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Gerald Meehl

Gerald Meehl

American climatologist
Gerald Meehl
The basics

Quick Facts

Intro American climatologist
Is Historian Climatologist
From United States of America
Type Science Social science
Gender male
Birth 21 May 1951, Denver, Denver County, Colorado, USA
Age: 69 years
Star sign GeminiGemini
Education
University of Colorado
Awards
Fellow of the American Geophysical Union  
The details

Biography

Gerald Allen "Jerry" Meehl is a climate scientist who has been a senior scientist at the National Center for Atmospheric Research since 2001.

Early life and education

Meehl, who was born in Denver, is the son of a family of wheat farmers from Hudson. It was the conversations Meehl had with his father about the future weather, and how that might affect their crops, that sparked his interest in the weather and climate. He received his B.S. (with distinction), M.S., and PhD from the University of Colorado.

Scientific career

He was a lead author of the sixth chapter of the IPCC Second Assessment Report, published in 1995, and helped oversee the chapter about climate projections in the IPCC AR4, published in 2007. He is an ISI highly cited researcher, and is known for his research linking global warming to extreme weather. He has also done much research into the use of global climate models. One of these studies, in which Meehl et al. showed that models could not reproduce recent warming without including anthropogenic influences, was featured in a 2004 review of climate science by the George W. Bush administration. His research has also shown that record high temperatures in the continental United States were more than twice as common as record lows in the 2000s, that it may soon be possible to predict heat waves three weeks in advance (rather than 10 days, which is the best current forecasts can do), and that the global warming hiatus observed over the last 15 years or so may be caused by more heat accumulating in the deep ocean. When Meehl joined Matthew England to publish one such study in Nature Climate Change in 2014, Meehl said that this study "...makes the case that, though other factors could contribute somewhat to the early-2000s hiatus, the Pacific is a major driving force in producing naturally-occurring climate variability that can overwhelm the warming from ever-increasing greenhouse gases to produce the hiatus." He also proposed that this occurred because of the Interdecadal Pacific Oscillation switching to its negative phase. In September 2014, Meehl et al. published another study on this topic, in which they attempted to simulate the hiatus with currently available climate models. They found that these models were able to simulate the hiatus, and concluded that it was largely caused by natural variability.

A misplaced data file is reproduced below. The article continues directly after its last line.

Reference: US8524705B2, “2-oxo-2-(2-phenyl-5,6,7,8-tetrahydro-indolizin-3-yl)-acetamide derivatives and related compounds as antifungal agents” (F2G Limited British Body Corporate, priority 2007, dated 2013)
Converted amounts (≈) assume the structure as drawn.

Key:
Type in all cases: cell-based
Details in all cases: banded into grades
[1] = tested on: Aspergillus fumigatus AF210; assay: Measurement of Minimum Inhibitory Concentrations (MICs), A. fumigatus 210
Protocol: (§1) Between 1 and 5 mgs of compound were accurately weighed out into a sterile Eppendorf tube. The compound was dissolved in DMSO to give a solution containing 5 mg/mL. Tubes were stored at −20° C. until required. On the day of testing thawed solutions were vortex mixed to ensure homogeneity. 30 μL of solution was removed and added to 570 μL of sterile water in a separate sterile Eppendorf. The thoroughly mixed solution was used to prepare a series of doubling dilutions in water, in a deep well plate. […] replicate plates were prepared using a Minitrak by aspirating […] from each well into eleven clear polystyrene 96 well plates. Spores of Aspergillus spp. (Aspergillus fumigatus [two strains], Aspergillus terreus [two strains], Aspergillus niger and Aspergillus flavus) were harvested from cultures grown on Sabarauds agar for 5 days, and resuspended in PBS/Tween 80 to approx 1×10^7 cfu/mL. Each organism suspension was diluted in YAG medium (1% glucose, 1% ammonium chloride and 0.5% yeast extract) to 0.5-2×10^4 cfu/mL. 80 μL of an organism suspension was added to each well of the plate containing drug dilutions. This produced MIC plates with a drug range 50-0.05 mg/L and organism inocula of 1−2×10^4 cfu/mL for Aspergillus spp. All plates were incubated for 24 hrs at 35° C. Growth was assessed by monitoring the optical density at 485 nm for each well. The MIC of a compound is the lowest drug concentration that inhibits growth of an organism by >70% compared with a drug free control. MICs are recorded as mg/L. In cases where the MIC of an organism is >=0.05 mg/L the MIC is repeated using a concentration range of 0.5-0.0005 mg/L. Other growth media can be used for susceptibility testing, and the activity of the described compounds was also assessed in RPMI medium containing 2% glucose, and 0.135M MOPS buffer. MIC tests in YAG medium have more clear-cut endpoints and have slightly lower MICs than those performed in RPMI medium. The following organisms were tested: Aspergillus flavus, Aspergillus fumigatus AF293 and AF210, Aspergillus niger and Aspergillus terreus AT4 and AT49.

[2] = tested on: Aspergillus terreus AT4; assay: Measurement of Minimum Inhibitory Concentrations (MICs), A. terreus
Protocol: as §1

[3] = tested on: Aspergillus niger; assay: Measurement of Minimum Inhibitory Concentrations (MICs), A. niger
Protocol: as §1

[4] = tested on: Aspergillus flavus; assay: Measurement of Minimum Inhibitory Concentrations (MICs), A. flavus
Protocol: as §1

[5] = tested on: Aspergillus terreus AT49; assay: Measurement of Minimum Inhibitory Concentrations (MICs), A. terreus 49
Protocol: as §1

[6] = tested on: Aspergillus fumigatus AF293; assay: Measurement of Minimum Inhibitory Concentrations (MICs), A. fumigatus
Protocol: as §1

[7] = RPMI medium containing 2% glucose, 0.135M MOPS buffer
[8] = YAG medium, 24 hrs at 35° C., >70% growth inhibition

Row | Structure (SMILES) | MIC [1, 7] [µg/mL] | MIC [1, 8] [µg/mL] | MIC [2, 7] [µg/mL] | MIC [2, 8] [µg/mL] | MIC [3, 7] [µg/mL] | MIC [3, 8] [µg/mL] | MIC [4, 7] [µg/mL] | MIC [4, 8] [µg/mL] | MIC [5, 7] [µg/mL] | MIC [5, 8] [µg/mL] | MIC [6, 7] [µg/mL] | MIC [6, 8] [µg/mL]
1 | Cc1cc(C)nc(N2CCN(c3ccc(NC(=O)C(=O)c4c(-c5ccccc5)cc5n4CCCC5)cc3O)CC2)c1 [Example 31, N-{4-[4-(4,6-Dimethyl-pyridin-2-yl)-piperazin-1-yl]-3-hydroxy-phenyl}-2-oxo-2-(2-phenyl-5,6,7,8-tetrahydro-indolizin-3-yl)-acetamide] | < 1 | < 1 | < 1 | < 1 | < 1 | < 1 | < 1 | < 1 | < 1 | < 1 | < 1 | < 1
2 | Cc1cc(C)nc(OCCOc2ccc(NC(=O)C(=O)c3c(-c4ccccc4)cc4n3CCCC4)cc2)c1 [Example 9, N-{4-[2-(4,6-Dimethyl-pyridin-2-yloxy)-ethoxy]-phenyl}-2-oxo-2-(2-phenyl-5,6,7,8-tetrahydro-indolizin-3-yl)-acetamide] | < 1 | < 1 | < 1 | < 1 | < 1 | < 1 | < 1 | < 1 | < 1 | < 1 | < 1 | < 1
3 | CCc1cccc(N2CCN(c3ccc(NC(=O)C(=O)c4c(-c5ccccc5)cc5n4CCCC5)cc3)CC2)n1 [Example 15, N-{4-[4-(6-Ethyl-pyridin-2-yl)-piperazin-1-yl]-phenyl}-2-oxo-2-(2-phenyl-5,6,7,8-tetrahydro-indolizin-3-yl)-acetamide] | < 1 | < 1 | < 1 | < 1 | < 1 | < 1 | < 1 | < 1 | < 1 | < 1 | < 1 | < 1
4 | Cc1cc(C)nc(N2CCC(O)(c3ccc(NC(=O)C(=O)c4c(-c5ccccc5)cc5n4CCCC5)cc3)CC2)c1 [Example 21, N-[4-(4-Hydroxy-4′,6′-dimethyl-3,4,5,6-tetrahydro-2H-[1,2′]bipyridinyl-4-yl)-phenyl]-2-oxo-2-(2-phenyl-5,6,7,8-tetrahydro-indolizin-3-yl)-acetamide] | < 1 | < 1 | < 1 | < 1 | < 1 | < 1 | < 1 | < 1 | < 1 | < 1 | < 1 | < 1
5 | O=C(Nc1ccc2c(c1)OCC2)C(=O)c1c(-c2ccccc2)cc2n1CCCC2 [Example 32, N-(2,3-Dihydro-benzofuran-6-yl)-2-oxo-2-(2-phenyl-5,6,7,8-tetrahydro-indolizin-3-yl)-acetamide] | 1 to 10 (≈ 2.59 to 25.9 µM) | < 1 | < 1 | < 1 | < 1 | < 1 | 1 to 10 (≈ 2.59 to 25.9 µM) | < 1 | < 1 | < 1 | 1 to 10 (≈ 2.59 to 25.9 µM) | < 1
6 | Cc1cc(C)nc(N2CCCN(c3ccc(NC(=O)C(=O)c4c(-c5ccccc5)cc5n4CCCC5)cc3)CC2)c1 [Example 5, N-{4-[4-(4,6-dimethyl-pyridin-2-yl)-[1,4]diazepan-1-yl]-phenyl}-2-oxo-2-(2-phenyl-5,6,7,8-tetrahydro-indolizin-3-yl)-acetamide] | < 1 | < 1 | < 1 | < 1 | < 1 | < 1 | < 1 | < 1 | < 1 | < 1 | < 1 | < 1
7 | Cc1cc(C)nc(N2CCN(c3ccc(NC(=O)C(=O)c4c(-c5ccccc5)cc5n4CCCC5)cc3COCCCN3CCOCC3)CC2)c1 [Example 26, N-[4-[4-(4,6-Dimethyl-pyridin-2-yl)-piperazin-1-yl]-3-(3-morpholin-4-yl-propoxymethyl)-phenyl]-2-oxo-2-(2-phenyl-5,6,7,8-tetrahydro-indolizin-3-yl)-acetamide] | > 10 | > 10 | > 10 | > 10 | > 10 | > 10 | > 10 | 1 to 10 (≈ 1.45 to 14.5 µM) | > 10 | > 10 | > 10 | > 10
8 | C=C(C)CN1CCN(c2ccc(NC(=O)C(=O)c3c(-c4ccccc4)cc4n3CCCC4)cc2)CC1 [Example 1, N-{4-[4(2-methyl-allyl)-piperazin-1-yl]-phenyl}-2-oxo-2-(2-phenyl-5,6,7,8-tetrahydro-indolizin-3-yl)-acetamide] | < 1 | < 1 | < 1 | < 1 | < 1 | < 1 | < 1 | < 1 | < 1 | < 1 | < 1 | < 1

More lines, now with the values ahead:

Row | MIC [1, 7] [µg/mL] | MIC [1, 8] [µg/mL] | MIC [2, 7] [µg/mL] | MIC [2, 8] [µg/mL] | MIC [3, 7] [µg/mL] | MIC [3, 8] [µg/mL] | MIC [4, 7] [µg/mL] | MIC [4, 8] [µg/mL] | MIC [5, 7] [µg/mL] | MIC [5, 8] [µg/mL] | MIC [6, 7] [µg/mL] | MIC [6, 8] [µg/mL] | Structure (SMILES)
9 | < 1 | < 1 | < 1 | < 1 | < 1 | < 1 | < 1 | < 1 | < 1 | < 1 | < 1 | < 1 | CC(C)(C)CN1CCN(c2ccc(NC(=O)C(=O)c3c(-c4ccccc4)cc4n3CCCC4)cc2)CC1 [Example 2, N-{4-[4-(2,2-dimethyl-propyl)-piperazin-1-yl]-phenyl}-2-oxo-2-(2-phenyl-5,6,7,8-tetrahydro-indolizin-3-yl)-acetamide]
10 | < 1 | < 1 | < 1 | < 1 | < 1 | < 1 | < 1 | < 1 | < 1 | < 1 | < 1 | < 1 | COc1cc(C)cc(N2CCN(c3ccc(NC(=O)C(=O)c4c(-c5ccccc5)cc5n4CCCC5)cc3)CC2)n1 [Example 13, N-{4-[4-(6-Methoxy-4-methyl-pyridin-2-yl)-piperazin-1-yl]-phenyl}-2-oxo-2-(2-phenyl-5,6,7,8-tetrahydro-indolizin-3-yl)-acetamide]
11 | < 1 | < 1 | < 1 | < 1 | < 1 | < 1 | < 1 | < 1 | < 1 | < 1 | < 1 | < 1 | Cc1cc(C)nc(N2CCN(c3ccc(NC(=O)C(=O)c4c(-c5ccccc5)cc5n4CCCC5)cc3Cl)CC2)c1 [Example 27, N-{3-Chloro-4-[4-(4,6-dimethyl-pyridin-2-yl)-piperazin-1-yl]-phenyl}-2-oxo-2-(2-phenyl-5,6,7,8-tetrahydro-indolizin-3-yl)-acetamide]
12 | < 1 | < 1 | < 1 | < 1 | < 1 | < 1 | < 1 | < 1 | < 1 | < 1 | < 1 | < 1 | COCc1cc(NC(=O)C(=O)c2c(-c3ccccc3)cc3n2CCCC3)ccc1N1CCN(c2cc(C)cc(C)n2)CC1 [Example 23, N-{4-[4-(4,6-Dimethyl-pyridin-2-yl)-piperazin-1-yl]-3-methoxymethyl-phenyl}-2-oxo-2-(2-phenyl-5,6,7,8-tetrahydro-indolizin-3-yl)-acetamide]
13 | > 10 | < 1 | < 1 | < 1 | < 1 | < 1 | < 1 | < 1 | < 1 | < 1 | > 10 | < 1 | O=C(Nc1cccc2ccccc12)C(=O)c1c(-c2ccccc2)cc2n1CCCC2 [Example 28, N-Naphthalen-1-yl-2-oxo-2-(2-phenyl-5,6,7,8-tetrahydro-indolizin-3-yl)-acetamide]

Awards and honors

In 1999, Meehl received the editor's award from the Journal of Climate. He also received the Jule G. Charney Award from the American Meteorological Society in 2009, and was elected a fellow of the American Geophysical Union in 2014.

Other writings

Meehl has also written several historical books about World War II in the Pacific. His interest in World War II began when he heard his uncles tell stories about their experiences fighting in the war when he was growing up, and he focused on the Pacific because he was sent on an expedition to Tutuila while an undergraduate at the University of Colorado.

The contents of this page are sourced from Wikipedia article on 30 Jun 2020. The contents are available under the CC BY-SA 4.0 license.
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Reference sources
References
https://web.archive.org/web/20140325193508/https://alumni.colorado.edu/wp-content/uploads/coloradan/2006_12/meehl.pdf
https://alumni.colorado.edu/wp-content/uploads/coloradan/2006_12/meehl.pdf
https://web.archive.org/web/20131007172034/http://www.cgd.ucar.edu/staff/meehl/vita.pdf
http://www.cgd.ucar.edu/staff/meehl/vita.pdf
https://www.ipcc.ch/pdf/climate-changes-1995/ipcc-2nd-assessment/2nd-assessment-en.pdf
https://www.washingtonpost.com/wp-dyn/content/article/2007/02/02/AR2007020200192.html
http://highlycited.com/
https://www.washingtonpost.com/wp-dyn/content/article/2006/10/20/AR2006102001454.html
https://www.usatoday.com/story/weather/2013/10/28/heat-wave-predictions/3287607/
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